This scholarly text covers the first one hundred years of sociological theorizing, from 1830-1930, focusing primarily on Comte, Spencer, Marx, Weber, Simmel, Durkheim, and Mead. The text provides an in-depth examination of these early sociological theorists with biographical background, analysis of key works, major influences, critical insights, and also answers the question, "What do these ideas tell us about the basic forces that shape the social world?" Posing this question for each theorist adds a unique perspective to the text and distinguishes it from other sociological theory books. In addition, it also includes material on the enduring models and principles of the theorists' work that continue to inform sociological theory today.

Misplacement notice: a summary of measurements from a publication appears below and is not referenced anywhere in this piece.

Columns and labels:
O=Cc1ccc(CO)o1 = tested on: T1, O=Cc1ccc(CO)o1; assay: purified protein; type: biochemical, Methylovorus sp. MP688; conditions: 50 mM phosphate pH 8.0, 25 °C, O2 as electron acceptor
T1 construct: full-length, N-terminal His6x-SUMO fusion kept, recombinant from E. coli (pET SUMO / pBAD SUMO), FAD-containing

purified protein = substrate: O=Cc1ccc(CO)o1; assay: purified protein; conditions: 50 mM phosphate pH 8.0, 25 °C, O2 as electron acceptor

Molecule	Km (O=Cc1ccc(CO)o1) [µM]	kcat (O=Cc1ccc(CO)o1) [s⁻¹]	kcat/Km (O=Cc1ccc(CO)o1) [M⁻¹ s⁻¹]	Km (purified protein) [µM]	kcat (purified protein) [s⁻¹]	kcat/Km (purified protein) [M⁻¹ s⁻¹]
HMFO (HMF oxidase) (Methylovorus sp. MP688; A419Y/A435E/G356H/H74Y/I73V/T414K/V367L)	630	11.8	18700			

Charles Powers has done research and written books and articles in the areas of theory and organizations. Jonathan Turner is Distinguished Professor of Sociology at UC, Riverside. He has authored dozen of articles and over thirty books, including THE STRUCTURE OF SOCIOLOGICAL THEORY, a companion volume to this book. Leonard Beeghley has written numerous books and articles primarily in the area of stratification and social police issues.